Sanctimony's Turn at Bat
What's been heralded as a "showdown" -- the appearance of baseball pitcher Roger Clemens before the House Committee on Oversight and Government Reform tomorrow-- is more likely to be a show. The purpose is to scour for more information regarding the " Report to the Commissioner of Baseball of an Independent Investigation into the Illegal Use of Steroids and Other Performance Enhancing Substances by Players in Major League Baseball." In the lingo of dugouts and bullpens, they want to get the dope on doping.
This is the congressional committee, chaired by Rep. Henry Waxman, that in recent months has held hearings on the status of corruption in the Iraqi government and the threat of global warming. From matters of statecraft, now it's Roger Clemens's tush. Was he injected with steroids? In a Jan. 7 press conference in Houston, Roger the Rocket asserted that he had used only vitamin B-12 and lidocaine.
Clemens has asked the public to give him "the benefit of the doubt" as he tries to clear his name. I'll benefit. I was delighted when he refused to be bullied by reporters that day. He was angry and defiant, unwilling to hunker down and allow scribes to preen in their favorite role as truth-detectors. The New York Times, out to mow down Clemens with a bean ball, located three " body language analysts" to judge the pitcher's behavior during an interview with "60 Minutes": "The analysts noticed that Clemens swallowed hard, looked down and licked and pursed his lips when answering questions -- all signs, they said, that he might not have been telling the truth."
Hard swallowing, looking down and the rest: That's the gritty Clemens on the mound, a perfectionist throwing baseballs as few ever have. Why be different because it is reporters, not batters, you are up against?
This is the second time members of Congress have posed as drug-busters cleaning up the great American pastime. Except that drug use -- whether involving legal or illegal drugs -- already is the American pastime, and it is far bigger than baseball.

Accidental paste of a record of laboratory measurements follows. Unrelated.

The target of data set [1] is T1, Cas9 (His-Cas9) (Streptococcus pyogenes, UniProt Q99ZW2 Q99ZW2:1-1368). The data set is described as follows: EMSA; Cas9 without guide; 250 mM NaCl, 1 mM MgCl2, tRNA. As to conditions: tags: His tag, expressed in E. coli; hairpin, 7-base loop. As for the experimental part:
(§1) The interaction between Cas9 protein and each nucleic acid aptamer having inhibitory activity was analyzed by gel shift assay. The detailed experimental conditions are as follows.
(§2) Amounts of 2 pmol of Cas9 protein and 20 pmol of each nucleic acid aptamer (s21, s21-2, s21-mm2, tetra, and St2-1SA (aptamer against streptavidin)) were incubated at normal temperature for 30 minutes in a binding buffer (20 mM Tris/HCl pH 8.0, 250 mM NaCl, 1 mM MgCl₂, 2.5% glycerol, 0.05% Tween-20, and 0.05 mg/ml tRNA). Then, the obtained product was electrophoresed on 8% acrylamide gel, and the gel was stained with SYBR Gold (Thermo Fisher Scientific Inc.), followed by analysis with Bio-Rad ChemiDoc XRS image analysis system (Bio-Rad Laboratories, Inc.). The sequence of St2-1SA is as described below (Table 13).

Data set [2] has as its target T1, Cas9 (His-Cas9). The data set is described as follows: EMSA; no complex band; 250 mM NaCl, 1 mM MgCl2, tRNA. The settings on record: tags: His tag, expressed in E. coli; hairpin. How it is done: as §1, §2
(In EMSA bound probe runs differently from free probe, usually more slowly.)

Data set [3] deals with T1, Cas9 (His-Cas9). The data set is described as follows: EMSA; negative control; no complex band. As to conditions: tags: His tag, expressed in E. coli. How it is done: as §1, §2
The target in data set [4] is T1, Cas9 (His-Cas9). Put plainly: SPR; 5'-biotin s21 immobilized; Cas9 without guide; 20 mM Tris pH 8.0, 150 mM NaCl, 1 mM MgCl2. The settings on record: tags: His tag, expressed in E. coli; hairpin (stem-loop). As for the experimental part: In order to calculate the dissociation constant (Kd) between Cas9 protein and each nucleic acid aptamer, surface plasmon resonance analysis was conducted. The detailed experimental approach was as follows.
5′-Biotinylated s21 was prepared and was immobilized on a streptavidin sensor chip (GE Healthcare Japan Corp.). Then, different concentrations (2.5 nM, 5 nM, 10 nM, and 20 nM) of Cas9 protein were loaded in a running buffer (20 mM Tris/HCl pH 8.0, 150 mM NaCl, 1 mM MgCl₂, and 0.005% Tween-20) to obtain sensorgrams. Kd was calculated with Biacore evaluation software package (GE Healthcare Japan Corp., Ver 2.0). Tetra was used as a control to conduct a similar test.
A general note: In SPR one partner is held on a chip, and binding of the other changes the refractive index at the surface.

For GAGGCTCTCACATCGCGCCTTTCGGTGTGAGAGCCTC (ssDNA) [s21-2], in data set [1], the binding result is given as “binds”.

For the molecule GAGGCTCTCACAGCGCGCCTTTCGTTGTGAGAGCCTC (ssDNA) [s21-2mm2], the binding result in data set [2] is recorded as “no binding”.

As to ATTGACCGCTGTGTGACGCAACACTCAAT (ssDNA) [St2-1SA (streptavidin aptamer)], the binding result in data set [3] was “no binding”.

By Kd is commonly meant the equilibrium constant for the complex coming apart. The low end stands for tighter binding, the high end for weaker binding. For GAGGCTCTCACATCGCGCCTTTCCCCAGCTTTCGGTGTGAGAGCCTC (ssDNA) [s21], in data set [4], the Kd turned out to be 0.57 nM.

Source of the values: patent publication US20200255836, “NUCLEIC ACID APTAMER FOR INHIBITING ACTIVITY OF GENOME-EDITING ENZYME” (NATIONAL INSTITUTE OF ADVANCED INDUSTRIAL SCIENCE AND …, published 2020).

I'm hoping that Roger Clemens polls the members of Waxman's committee on their use of performance-enhancing drugs. Start with Viagra. Or Cialis, ready for action "when the moment is right" -- say, a congressman stumbling home after a late-night floor vote on an earmark bill. Clemens might ask the members how many need shots of caffeine drugs to get themselves up and out every morning. He might ask the members how often they reach for another shot of Jack Daniels to enhance their performance while grubbing for bucks from lobbyists at fundraisers. And before leaving Capitol Hill, he should grill the allegedly clean-living baseball reporters on how many of them sit in the press box enhancing their bodies with alcohol, nicotine and caffeine drugs. And a blunt or two when night games go extra innings and deadline nerves need steadying.
I see steroids, and all drugs, as an issue of personal freedom. Is there a difference between fans at big-league baseball games stoned on alcohol while cheering athletes on the base paths juiced with steroids? What's the difference between scoring with Viagra and scoring with steroids? What's the difference between people freely abusing their bodies with one drug but not another, as long as no one else is harmed and the consequences are self-sustained?
No difference but one. Some protectors of the public good -- reluctantly, the 30 big-league team owners and now the Waxman committee and the sanctimonious sports media posing as guardians of baseball's purity -- have decreed a crackdown. Go get 'em, Congress. Pass a law.
First, though, let's check in with calmer legal minds. In the 5 to 4 decision last summer that upheld the suspension of an Alaskan high school student for holding a sign -- "Bong Hits 4 Jesus" -- during a parade, a dissenting Justice John Paul Stevens wrote: "The current dominant opinion supporting the war on drugs in general, and our anti-marijuana laws in particular, is reminiscent of the opinion that supported the nationwide ban on alcohol consumption when I was a student. While alcoholic beverages are now regarded as ordinary articles of commerce, their use was then condemned with the same moral fervor that now supports the war on drugs."
Any chance of this wisdom seeping in? Don't hold your breathalyzer.
Colman McCarthy, a former Post columnist, directs the Center for Teaching Peace. He teaches at Georgetown University Law Center, American University and three public high schools.